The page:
And asset finance doesn’t mean you have to own property or have a factory full of expensive machinery. Even if your company operates from rented offices and owns nothing more than a handful of rapidly depreciating PCs, a stapler or two and a cupboard full of stationery, a healthy order book may be the only asset you need to secure capital from a lender.

Asset-based lending is a growth area. In addition to the business units of high street banks, there are dozens of specialist finance houses. The deals on offer include facilities to borrow against receivable cash (invoice discounting and factoring), structured finance products secured against tangible assets and leasing arrangements that allow you to spread the cost of major equipment purchases. The upshot is that if the bank that likes to say ‘yes’ delivers an emphatic ‘no’, there are plenty of other players who may be more in tune with your business and willing to lend you what you need. So what are your options and where do you start?

Invoice discounting and factoring

It’s common for businesses like yours to suffer the cash implications of the gap between selling to a customer and the arrival of a cheque two or three months later. While you continue to spend on the wages, rent and supplies you need to fulfil the order, the client takes advantage of your generous credit terms or simply pays late. Result? A cashflow black hole. And as accountants never tire of telling us, the majority of business failures are caused not by poor sales but by unsustainable cashflow.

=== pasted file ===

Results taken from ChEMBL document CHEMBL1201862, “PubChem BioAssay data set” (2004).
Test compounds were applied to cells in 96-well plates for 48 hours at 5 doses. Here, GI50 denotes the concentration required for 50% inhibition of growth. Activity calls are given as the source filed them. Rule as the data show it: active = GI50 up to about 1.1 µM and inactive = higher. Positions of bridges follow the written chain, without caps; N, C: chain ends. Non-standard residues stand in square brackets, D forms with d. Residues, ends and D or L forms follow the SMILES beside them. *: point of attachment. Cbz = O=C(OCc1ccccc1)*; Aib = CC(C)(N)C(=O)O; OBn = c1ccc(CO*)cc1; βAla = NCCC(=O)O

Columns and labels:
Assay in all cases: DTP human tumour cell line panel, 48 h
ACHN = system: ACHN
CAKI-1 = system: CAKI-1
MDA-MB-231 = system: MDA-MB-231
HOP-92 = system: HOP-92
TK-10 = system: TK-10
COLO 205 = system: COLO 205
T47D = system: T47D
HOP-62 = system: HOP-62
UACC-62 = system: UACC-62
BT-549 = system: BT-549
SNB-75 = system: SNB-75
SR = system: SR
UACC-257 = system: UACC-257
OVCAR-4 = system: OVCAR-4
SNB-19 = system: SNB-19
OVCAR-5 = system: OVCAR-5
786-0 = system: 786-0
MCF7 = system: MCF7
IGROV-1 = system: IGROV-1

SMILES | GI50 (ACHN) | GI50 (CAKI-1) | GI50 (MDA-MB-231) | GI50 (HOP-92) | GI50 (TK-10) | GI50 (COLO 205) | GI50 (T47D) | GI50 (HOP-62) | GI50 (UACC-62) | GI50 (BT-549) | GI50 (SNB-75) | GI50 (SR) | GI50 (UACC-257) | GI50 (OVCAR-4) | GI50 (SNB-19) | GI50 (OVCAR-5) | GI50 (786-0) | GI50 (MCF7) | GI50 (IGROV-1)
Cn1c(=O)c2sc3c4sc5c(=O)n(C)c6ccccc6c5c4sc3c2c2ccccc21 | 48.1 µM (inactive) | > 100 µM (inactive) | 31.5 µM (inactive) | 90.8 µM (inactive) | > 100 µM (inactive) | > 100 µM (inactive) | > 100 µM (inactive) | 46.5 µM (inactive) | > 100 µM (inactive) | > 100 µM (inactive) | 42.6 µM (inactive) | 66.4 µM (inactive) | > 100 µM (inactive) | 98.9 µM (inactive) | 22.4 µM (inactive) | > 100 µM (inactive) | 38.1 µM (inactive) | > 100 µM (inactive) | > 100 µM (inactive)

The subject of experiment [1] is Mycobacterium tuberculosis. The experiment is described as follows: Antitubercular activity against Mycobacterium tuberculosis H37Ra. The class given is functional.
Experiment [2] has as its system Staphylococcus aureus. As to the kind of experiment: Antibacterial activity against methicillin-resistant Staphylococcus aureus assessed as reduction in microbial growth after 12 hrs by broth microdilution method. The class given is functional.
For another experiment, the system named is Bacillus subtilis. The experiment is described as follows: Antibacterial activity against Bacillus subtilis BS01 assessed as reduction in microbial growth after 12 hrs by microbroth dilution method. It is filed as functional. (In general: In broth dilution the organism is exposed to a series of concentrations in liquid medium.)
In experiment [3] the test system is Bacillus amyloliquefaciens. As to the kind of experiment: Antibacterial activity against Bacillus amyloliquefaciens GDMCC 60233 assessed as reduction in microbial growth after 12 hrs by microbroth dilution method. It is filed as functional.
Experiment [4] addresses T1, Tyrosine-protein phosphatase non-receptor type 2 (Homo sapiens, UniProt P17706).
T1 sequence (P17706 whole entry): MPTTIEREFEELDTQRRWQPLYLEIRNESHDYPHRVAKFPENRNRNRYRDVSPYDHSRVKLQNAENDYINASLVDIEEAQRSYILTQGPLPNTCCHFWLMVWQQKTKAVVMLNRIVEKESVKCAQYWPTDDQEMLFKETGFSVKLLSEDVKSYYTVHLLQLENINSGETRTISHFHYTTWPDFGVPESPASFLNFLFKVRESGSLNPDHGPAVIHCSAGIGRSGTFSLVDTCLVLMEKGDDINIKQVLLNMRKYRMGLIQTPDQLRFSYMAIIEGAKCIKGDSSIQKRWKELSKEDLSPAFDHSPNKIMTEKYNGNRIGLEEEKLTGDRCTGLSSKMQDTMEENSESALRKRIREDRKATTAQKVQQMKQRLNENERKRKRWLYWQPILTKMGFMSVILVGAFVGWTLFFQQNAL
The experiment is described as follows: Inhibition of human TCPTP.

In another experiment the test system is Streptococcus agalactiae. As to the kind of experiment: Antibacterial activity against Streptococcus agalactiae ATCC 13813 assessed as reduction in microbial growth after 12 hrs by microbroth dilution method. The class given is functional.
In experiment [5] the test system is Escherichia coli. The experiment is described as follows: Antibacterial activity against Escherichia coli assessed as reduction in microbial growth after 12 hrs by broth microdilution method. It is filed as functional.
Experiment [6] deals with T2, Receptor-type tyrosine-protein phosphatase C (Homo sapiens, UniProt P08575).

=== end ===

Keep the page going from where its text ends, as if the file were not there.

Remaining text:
In these circumstances, it certainly makes sense to consider borrowing against your debtor’s book. After all, if sales are healthy a lender can be assured that you will be able to repay what you owe as the cash comes in. The loan might be in the form of an overdraft but an increasing number of companies are opting for the more flexible approach offered by either invoice discounting or factoring. Both of these solutions allow you to ‘draw down’ cash from a lender as soon as an invoice is sent to a customer. Typically lenders will advance a maximum of between 80% and 90% of each invoice. It’s not free money, of course, as the finance house will levy interest and a service charge but you benefit from the fact that money is paid into your bank account straight away. Provided you have the sales to underpin the borrowing, cashflow should no longer be a problem. For instance, Polythene Industries has been drawing on an invoice discounting facility arranged by finance house Eurofactor to address cashflow issues in the wake of a merger with another plastics company, Polyplast. “The downside is that you have to pay interest and service charges,” says MD David Rawle, “but the charges are small when compared with the benefits.”